I apologize in advance for the click-baitiness of the article title. Really, I did use it to get you here, but not for the reason the title would have you believe.
You see, there is no certain way an obstacle course racing athlete should look. Or any athlete really (except maybe physique/body building competitions where there are standards for appearance, etc...doesn't matter, you get the point). As an athlete in endurance sports, the way you look should not be what you are thinking about.
We are all built differently. We are all shaped differently. Some have long legs and short torsos. Some have short legs and long torsos. Some have long limbs and thick chests while others have small frames and thick limbs. It's about long-term (and I mean LONG TERM) dedication to hard work, proper nutrition, and good training programming. That's it. Ignore what the athletes around you look like. Focus on one metric and one metric only: Performance.
You may say, "I need to lose body fat to increase my performance at ultra-distance races". That's completely different than, "I need to lose weight so I look like the other athletes." You might think, "In order to perform better at heavy carries, I need to put on a few pounds of muscle." That's a completely different mentality than, "I need to get jacked so I look as ripped as the other athletes in my post-race photos."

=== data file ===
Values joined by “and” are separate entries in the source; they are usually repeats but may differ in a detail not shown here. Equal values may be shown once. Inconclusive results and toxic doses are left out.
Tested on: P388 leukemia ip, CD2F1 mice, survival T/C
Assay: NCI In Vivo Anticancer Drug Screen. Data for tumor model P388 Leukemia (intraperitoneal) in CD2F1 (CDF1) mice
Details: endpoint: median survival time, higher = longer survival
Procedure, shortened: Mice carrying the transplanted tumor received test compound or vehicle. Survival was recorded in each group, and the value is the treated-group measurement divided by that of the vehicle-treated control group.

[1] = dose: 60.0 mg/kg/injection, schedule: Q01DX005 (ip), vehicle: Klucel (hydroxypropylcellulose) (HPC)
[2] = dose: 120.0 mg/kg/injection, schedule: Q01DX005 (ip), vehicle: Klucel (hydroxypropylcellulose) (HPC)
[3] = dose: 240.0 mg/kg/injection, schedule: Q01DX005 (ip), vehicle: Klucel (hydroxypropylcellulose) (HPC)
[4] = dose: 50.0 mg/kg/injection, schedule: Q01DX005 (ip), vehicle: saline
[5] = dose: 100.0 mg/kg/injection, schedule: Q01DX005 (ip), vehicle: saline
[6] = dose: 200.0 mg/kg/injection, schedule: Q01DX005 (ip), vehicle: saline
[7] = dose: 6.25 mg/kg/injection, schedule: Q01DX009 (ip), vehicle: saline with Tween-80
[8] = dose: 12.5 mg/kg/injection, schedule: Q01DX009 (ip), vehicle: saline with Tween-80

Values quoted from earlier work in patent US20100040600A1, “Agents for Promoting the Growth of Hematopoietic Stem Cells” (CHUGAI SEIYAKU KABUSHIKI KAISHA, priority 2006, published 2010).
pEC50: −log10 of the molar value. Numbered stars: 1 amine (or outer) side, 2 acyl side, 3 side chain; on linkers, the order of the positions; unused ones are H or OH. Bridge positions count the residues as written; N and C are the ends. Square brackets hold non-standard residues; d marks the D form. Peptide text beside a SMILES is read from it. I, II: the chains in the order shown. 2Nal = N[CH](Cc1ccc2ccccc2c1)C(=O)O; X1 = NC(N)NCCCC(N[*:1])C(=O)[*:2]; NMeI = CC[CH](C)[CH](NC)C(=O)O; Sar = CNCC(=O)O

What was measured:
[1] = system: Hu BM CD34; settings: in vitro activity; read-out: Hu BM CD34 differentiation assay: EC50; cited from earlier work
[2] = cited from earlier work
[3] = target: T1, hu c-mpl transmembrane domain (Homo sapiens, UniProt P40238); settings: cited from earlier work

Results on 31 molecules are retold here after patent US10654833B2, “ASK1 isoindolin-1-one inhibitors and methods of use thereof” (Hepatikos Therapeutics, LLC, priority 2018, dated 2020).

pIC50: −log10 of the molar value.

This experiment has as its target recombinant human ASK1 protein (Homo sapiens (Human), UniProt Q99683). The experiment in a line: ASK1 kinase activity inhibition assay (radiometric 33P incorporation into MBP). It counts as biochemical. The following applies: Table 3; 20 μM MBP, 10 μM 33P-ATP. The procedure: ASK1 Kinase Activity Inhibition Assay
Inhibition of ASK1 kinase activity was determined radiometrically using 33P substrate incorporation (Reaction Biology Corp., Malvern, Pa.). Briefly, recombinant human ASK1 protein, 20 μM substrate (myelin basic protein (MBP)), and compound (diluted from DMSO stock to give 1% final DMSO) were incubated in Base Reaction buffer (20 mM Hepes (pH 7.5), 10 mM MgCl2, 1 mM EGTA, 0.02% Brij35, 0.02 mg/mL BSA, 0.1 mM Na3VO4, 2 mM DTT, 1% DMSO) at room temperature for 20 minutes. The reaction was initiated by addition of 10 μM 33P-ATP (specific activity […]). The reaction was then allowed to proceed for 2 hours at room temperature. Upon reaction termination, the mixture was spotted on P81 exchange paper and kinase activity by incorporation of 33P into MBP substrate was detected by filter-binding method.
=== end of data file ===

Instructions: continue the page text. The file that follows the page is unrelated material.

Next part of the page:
I can't tell you the number of athletes I've beat at races who have looked physically more imposing than me. I also can't tell you how many people I've lost to who looked less physically imposing than me. Performance is the only metric that matters. Your capacity to perform will be what separates you in obstacle course racing. Can you maintain the pace? Can you climb? Can you descend? Can you efficiently navigate the obstacles? Do you hydrate properly? Do you fuel properly? Performance is what matters. Don't look in the mirror, and don't look at the scale. Find measures of performance with which to evaluate yourself.
Examples of some measures of performance could be your time on a 5K, or you VO2 Max, or the number of burpees you can complete in 5 minutes, or how long you can dead hang...use metrics applicable to your goals and work towards greater levels of performance.
Performance. Performance. Performance. Losing weight doesn't always make you a better runner, and gaining weight doesn't always make you a better hybrid athlete. Your training will dictate your weight, your capability, and overall, your performance.
About the Author: Joel Hayes
Joel has been competing at the Elite/Pro level in OCR since 2017. He has podiums at Spartan Race, Savage Race, Bone Frog Challenge, Terrain Race, and several local OCRs. He most recently competed in the 2022 GORUCK Games, won the Myrtle Beast Terrain Race, and qualified for the Deka Mile and Deka Strong World Championships for his age group. Joel's favorite races are the long ones where mental, emotional, and physical endurance all matter.